With the opening of White Elephant Theatre, Orlando gets a sorely needed new performance space

But the clock is already ticking on its expiration date

Robert Crane goes trunks-up at his new White Elephant space
Robert Crane goes trunks-up at his new White Elephant space photo by Seth Kubersky

An unprofitable business venture or poorly planned construction project (like Orlando's infamously incomplete Majesty Building) is sometimes referred to as a "white elephant," but in Southeast Asian cultures that same pale pachyderm is considered a symbol of beneficence and prosperity, especially when depicted with its proboscis pointed skyward. Robert Crane, the founder and artistic director of White Elephant Theatre (whiteelephanttheatre.com), is taking a "trunks up" attitude to the upcoming opening of his company's cozy new cabaret space, and after recently getting a tour of Orlando's newest theatrical venue, I think he may just have something to trumpet about.

A native of Kansas City, Missouri, Crane has been on stage since the age of 10, and came to Central Florida in the mid-aughts as a Disney entertainment cast member. After retiring from the Mouse in 2018, he dove into the local theater community through the annual Orlando Fringe Festival, presenting popular LGBTQ-oriented productions like F*cking Men, The Gay '90s Musical and Miss Gulch Returns. But Crane didn't set out to operate his own venue until he unsuccessfully attempted to find an affordable downtown location to stage an event during Come Out With Pride a couple years ago, and made the same sad discovery as other independent artists.

"There was literally nothing available, and what was available was so expensive that as a small, newly established not-for-profit company we couldn't afford it," recalls Crane. "So that's when I began my search, and made the decision to find a location of some kind that could not only be used by us a couple of times a year, but it became obvious that the rest of the arts community needed additional space too."

After over an 18-month search, Crane stumbled upon a Facebook Marketplace advertisement for a small former church just west of I-4 on Fairbanks Avenue that wasn't even listed in the MLS real estate database. Although modest on the outside, it's blessed with a surprisingly spacious A-frame sanctuary that Crane has already converted into a 100-seat cabaret theater, with a piano lounge and bar in the rear, along with full backstage dressing facilities. Even more importantly, the property is blessed with ample free parking, and is conveniently located between Winter Park and College Park in unincorporated Orange County, bypassing the red tape and impact fees that scuttled White Elephant's initial efforts to establish themselves in the Parramore neighborhood.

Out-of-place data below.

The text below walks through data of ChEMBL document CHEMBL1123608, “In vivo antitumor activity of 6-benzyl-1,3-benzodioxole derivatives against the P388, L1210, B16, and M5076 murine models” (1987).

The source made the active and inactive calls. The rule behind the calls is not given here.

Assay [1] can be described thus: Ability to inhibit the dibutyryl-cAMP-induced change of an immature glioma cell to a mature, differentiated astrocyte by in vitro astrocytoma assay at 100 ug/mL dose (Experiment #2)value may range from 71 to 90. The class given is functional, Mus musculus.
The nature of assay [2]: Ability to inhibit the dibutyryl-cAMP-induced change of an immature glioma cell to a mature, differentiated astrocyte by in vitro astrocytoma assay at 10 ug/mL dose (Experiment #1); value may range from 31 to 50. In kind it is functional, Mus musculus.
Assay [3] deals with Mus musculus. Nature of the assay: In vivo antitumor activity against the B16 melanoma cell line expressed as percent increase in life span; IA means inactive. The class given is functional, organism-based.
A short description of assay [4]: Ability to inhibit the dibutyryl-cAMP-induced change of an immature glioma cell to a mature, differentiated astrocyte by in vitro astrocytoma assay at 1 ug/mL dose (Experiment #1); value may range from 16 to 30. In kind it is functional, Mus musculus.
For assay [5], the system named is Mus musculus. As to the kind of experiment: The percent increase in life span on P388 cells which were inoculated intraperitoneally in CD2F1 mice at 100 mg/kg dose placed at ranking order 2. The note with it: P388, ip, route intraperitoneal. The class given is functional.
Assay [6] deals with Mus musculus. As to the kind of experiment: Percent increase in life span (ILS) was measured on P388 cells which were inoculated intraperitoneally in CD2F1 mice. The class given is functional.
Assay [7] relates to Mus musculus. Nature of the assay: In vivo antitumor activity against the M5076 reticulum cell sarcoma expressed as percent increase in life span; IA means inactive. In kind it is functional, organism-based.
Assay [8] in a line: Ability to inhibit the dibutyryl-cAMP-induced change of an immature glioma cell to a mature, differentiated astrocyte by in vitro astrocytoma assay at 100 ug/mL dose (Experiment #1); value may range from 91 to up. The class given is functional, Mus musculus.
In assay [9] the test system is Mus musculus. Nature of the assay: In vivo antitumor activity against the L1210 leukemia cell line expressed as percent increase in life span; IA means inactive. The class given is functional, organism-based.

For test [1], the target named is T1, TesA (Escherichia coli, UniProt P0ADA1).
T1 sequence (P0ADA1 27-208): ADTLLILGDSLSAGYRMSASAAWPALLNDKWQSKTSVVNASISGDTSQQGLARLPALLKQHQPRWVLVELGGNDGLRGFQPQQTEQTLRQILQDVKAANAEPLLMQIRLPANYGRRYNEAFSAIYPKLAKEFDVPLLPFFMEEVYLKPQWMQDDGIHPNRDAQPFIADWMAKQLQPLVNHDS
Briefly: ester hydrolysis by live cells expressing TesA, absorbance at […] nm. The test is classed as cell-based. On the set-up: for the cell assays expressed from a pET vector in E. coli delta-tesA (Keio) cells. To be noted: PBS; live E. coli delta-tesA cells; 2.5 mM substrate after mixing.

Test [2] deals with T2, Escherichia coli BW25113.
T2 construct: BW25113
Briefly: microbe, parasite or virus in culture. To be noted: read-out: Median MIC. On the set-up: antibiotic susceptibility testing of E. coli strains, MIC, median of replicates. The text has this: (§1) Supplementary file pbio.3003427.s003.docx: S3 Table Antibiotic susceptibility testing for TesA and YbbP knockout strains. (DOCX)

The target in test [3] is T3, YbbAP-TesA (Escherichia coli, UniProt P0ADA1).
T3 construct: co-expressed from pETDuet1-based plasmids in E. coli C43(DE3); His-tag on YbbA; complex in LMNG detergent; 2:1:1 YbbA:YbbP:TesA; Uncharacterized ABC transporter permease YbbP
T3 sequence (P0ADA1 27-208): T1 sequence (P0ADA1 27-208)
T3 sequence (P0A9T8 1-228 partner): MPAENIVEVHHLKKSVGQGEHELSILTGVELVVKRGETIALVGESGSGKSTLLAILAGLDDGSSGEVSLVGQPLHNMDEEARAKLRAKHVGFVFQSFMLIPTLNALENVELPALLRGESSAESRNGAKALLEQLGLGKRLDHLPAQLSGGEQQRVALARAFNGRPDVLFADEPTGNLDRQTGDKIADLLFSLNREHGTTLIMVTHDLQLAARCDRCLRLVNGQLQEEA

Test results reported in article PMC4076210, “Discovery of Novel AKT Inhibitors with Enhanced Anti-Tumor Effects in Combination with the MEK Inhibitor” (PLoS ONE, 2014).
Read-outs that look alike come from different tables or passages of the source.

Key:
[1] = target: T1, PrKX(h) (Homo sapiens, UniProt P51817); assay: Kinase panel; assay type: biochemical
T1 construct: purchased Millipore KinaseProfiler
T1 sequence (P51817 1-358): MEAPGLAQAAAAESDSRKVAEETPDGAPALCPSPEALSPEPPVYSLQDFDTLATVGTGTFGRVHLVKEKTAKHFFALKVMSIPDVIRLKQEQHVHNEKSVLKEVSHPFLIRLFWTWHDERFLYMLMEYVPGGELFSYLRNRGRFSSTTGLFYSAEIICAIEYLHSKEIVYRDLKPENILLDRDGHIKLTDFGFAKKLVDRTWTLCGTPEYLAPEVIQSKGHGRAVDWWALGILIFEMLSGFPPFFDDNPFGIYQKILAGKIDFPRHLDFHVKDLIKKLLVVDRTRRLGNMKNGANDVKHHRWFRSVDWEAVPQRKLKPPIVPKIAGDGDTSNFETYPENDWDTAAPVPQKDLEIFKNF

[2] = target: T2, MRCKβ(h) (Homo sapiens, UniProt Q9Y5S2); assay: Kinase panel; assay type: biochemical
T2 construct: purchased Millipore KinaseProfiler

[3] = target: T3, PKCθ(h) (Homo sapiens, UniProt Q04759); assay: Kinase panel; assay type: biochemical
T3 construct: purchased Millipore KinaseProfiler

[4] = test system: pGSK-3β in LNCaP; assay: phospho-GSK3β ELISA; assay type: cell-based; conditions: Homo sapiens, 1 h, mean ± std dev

White Elephant plans to present its own work at the venue, featuring musical talents Crane has previously collaborated with like Bert Rodriguez and Brett McMahon. But I'm especially excited by their intention to open the doors to other arts groups seeking space.

"Our whole concept was to give as much access to the facility for as many artists as possible, which is why we came up with the cabaret/theater concept, and why we have two different entertainment slots available each evening," explains Crane. "By offering a cabaret [in the] early evening, we can give our vocalists and pianists and music-makers an opportunity to come in and entertain and make some money, and then switch over and transition into a stage or theater production later on that evening. So we hope to cover the gamut five days a week."

Although another venue like White Elephant is sorely needed, Crane's lease is only for two years, so no matter how well it does the venue has an expiration date. "We would have liked to have had a longer lease, but we needed someplace to get established to prove that this concept will work for the arts community," says Crane. "Over the next two years, with the blessings of the theater gods, the community will come and use this and make this their home. And then, as we progress after our lease is up here, then we'll have that history and we can show what we've accomplished for the arts communities."

Crane and company will kick off their new venue with a gala event on June 12. Two nights later White Elephant will host its first play, Bill C. Davis' Catholic comedy Mass Appeal, produced by and starring Michael Wanzie.

"The sole reason we're here is to provide this space for underserved and disenfranchised production companies who just don't have a home," says Crane, who encourages anyone who wants to perform, donate or join the board of their 501(c)3 organization to contact [email protected]. "We're not going to place restrictions on anyone. We want this to be an open stage for all theaters, so no matter who they are or what they are, if they want to present their art, they can come in and do it here."

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